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Mumbai’s Mulji Jetha market found flooded with Chinese textiles

YarnsandFibers News Bureau 2015-10-29 10:00:00 – Mumbai

Mulji Jetha market, a 136 year old textile market in South Mumbai and the largest textile bazaars in Asia with hundreds of wholesale stories and some retailers too. The market which is still crowded and customers stream in endlessly but it has changed fundamentally. Instead of fabrics from the country’s traditional textile hubs, it is flooded with Chinese textiles.

One such customer of this market, over half a century back, was a certain Dhirubhai Ambani, who would purchase fabric in bulk for export to secure yarn-making licences from the government, before he went on to script the rise of India’s largest private enterprise.

According to Premal Udani, managing director, Kaytee Corp. Pvt. Ltd, an apparel manufacturer that supplies to Wal-Mart Stores Inc., Mulji Jetha hardly had any imported items 25 years ago. Now, there are hardly any local textiles.

The issue is critical for fabric compared to apparel. The Chinese onslaught, or flooding of cheap Chinese items, is yet to happen in the apparel sector. If the government does not take a long-term approach, the organized mills will extinct in 10-15 years.

According to Udani, Bangladesh’s apparel market was just $3 billion five years ago, while India’s was $5 billion. Currently, India is just $16 billion while Bangladesh has grown to $28 billion. The eastern neighbour has now started making denim and will enter more categories, he cautioned.

Rajeev Gopal, chief marketing officer at viscose staple fibre maker, Birla Cellulose, a unit of Aditya Birla Group said that the Indian textile industry is facing serious threat from China, and even Indonesia, across the value chain—from fibre to yarn to fabric and even garments—on account of dumping at very low prices.

The Indian textile industry, though competitive, especially in the upstream, is facing a squeeze on margins due to such low prices. This will result in closures and will discourage investments in this vital sector which is a large employment generator and a foreign exchange earner. The government will need to provide safeguards to ensure reasonable returns for the Indian industry.

The Chinese avalanche has reached the doorsteps of Reliance Industries Ltd (RIL) too, whose founder made his early fortune at Mulji Jetha.

On 24 September, Anil Rajvanshi, senior executive vice-president and head (corporate and industry affairs) at RIL, in his capacity as chairman of the Synthetic and Rayon Textiles Export Promotion Council (SRTEPC), wrote to Arvind Subramanian, India’s chief economic adviser, warning about a steady increase in imports of Chinese fabrics.

Last year, imports of fabrics touched $850 million, or Rs.5,500 crore. Ninety-five percent is imported for trading at the cost of domestic industry and 100,000 labourers are rendered idle owing to these imports and revenue loss as the Modvat (modified value added tax) chain breaks.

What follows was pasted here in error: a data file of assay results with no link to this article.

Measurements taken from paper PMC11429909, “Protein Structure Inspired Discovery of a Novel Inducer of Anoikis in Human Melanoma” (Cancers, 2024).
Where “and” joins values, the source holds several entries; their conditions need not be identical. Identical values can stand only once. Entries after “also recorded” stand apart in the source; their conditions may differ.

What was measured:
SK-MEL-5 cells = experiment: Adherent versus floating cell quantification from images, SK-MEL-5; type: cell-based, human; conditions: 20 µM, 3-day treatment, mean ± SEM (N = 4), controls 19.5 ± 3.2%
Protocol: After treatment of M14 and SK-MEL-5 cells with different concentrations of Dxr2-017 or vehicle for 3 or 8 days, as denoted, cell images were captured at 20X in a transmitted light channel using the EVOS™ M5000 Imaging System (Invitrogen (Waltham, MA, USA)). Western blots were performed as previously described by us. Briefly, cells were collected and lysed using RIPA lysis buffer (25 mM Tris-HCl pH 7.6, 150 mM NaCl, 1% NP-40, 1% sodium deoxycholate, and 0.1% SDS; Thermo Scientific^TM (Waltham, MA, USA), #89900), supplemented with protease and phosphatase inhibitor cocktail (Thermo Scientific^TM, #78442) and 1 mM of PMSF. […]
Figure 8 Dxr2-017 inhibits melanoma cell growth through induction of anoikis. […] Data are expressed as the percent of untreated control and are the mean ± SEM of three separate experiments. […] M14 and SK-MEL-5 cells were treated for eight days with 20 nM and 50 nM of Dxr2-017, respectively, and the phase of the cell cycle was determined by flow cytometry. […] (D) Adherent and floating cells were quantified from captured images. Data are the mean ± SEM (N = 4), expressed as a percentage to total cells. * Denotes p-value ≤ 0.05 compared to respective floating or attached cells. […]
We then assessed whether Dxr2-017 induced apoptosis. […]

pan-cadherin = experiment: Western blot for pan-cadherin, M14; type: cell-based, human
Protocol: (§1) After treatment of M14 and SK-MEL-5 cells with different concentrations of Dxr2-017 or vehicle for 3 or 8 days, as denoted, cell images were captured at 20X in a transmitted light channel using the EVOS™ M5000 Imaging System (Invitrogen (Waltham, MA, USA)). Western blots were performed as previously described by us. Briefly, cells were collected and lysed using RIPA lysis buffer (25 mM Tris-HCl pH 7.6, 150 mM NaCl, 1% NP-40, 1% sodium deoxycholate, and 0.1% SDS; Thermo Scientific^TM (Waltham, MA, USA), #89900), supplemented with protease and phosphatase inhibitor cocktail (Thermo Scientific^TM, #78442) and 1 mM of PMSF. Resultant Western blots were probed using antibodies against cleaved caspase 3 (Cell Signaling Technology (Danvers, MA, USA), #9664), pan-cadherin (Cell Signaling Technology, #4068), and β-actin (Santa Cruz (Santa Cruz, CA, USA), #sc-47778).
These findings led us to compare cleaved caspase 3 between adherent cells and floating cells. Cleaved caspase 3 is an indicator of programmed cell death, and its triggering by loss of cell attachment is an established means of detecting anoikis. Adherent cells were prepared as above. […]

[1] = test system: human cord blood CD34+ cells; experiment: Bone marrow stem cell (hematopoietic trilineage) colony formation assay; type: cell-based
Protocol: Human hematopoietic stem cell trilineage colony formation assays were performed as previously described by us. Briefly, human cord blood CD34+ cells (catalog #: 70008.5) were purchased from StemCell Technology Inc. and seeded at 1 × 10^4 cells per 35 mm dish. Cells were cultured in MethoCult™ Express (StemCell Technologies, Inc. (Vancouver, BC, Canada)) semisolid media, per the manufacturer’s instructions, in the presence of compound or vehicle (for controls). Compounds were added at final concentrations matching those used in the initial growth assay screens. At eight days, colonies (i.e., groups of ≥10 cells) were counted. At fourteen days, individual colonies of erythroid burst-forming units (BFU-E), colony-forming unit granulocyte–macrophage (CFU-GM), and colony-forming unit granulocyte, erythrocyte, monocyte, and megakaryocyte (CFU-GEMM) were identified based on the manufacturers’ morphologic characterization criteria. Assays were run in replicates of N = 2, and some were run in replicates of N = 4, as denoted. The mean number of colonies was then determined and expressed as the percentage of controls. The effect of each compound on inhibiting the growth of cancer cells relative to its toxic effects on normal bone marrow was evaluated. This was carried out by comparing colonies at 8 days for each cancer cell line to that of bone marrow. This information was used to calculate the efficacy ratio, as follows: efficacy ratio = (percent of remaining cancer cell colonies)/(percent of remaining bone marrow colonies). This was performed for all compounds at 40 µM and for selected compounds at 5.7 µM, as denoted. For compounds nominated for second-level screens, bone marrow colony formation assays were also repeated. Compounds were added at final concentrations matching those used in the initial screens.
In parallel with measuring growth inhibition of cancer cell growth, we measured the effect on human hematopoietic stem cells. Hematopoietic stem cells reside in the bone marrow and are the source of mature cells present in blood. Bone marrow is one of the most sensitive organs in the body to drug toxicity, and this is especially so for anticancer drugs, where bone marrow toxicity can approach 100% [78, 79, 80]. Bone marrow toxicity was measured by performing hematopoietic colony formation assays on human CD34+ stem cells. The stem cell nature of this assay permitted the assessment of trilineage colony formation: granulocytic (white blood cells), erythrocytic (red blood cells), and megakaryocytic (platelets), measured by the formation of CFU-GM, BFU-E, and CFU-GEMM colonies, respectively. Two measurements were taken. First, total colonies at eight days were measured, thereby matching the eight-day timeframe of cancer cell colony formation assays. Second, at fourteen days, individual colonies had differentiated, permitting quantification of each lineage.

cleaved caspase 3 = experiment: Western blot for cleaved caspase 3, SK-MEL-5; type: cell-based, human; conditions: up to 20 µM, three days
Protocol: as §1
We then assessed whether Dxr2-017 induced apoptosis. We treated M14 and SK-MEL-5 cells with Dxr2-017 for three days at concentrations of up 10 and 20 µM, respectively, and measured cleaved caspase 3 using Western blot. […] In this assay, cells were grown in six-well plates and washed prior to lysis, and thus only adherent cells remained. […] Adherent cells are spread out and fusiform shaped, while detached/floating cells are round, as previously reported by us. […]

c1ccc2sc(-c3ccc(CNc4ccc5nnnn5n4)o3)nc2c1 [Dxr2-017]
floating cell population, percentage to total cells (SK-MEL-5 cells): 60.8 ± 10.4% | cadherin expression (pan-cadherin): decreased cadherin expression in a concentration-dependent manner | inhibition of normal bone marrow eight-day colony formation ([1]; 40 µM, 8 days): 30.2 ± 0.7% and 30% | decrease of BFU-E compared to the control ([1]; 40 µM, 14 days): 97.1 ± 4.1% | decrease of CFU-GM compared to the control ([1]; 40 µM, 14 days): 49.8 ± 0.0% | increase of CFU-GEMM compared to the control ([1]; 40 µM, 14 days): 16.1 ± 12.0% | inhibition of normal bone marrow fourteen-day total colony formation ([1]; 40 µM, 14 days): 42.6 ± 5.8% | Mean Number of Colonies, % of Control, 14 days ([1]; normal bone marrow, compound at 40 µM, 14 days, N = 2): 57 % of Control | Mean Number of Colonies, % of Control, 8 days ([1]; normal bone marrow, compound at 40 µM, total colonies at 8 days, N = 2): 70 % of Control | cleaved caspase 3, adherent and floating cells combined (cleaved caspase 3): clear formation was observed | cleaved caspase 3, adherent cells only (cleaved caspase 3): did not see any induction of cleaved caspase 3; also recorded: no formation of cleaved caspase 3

All the neighbouring countries, Bangladesh, Thailand, Indonesia, Vietnam and China, have same rate of VAT (value-added tax) or excise duties on all natural and man-made or synthetic fibres as a result the textile industry in all these countries has grown in double digits in the last five years.

The purpose of Modvat is to avoid the cascading effect of taxes on both inputs and final products. The scheme permits a manufacturer of excisable goods —like textiles—to avail of credit on duty paid on the notified inputs received and used in or in relation to the manufacture of final products and to utilize such credit towards the duty liability on disposal of final goods.

According to SRTEPC data, availability of all fibres in India is 10 billion kg, with cotton at 6.5 billion kg and man-made fibres at 3.5 billion kg. In order to achieve Modi’s target, India needs to double the size of fibre availability to 20 billion kg. With limited compounded annual growth rate (CAGR) of cotton at 1.5%, the production of man-made fibres has to be increased three times to around 12 billion kg.

SRTEPC said that imports of fibre, yarn and value-added products such as finished textiles should be discouraged, as it badly hurts the domestic industry, capital and manpower employed.

Import of fabrics should be allowed to actual users and under advance licence only. The association said that it was shocking that the value of fabric imported under advance licence is below Rs.300 crore in the last three years while in the last year alone, imports, mainly from China, were to the tune of Rs.5,500 crore. The bulk of fabric is imported by traders, who retail in India, hurting domestic textile producers.

Babubhai S. Ahir, promoter of textile firm Challenge Enterpises Ltd, said that the domestic fibre manufacturers cannot match the price offered by

Chinese companies as a result the Mulji Jetha market is covered with more Chinese fabric products. Due to this Chinese dumping over 80% domestic fibre manufacturers are now extinct.

In India, the textiles sector employs the maximum workers after agriculture. Prime Minister Narendra Modi wants the sector to triple in size—from the current $110 billion to $300 billion by 2020. The changing hues of Mulji Jetha market attests to the urgency of the task.

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